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Your Weekend Reading: Inflation May Be Sticking Around Awhile

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Manhattan's Most Beautiful Supermarket Reopens as a Trader Joe's
Photographer: Jeenah Moon/Bloomberg

Wallets are hurting and the American consumer is worried. Prices are rising at the fastest clip since 1982 and there’s no immediate respite, though some economists see inflation falling to 3% as 2022 progresses. For now though, it’s getting sticky by almost any measure, John Authers writes in Bloomberg Opinion. Grocery shelves are empty of seemingly random products and the global supply chain is reeling again from the effects of Covid-19’s omicron wave. Take the humble head of lettuce for example: farmers are struggling to work out when demand will spike, and prices are surging as a result. Another sign that today’s normal is divorced from the old reality? U.S. adults say they need to earn on average $128,000 to feel they’re in good financial shape.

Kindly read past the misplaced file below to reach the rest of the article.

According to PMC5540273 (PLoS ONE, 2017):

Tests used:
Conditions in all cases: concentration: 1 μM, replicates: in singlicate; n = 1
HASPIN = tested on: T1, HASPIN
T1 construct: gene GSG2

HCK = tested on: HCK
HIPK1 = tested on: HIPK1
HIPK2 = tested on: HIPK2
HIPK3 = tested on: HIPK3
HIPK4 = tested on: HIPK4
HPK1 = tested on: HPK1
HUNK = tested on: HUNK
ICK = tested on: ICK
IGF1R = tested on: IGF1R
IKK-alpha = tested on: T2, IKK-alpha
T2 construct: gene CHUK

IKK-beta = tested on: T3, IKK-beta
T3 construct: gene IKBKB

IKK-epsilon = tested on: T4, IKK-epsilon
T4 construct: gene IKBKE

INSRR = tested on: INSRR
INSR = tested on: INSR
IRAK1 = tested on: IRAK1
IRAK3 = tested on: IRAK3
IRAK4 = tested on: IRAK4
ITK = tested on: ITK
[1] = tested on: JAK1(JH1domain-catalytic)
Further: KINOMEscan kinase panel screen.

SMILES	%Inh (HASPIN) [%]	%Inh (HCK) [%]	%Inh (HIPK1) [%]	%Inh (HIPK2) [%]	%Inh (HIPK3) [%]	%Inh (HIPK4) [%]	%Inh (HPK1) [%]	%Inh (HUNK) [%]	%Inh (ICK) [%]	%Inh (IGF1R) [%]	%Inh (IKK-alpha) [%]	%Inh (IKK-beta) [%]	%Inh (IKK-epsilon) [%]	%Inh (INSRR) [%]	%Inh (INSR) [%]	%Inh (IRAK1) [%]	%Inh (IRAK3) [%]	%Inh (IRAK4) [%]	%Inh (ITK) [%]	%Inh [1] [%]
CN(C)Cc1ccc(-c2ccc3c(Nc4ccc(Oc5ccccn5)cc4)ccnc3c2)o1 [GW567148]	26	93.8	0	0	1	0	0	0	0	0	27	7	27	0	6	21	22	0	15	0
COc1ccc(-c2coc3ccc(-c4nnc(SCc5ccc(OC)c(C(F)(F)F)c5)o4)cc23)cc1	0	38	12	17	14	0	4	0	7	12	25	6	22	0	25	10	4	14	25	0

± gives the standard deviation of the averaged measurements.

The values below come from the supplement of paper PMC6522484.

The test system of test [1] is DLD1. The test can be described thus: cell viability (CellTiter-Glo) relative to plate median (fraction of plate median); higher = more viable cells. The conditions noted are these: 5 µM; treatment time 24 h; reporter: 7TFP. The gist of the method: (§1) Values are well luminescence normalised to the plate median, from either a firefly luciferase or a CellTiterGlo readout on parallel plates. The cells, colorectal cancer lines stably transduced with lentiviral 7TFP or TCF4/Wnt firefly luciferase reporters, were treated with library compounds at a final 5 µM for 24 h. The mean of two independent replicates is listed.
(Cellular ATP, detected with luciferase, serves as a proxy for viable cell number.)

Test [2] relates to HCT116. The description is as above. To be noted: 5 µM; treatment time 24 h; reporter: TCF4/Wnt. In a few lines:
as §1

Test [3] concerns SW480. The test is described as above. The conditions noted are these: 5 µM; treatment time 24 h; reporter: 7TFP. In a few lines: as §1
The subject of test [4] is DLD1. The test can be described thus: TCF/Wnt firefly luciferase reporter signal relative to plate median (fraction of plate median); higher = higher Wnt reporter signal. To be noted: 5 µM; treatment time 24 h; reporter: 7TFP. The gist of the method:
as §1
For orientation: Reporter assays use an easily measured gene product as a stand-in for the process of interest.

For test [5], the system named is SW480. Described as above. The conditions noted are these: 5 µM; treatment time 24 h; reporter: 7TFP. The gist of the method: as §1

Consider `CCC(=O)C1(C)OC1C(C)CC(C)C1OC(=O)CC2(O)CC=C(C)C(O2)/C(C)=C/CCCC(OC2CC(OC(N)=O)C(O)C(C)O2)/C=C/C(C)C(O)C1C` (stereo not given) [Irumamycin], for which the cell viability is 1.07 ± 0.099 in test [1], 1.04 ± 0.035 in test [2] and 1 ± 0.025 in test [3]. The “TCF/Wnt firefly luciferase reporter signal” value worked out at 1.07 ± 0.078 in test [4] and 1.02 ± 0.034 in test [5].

Covid-19 in 2022 will be more manageable than last year, according to some political leaders in Europe. But in the U.S., the burden on the health-care system is spreading. In China, an absolutist approach has wrought further damage to that nation’s economy. And everywhere, people underestimate the fallout of Long Covid at their peril.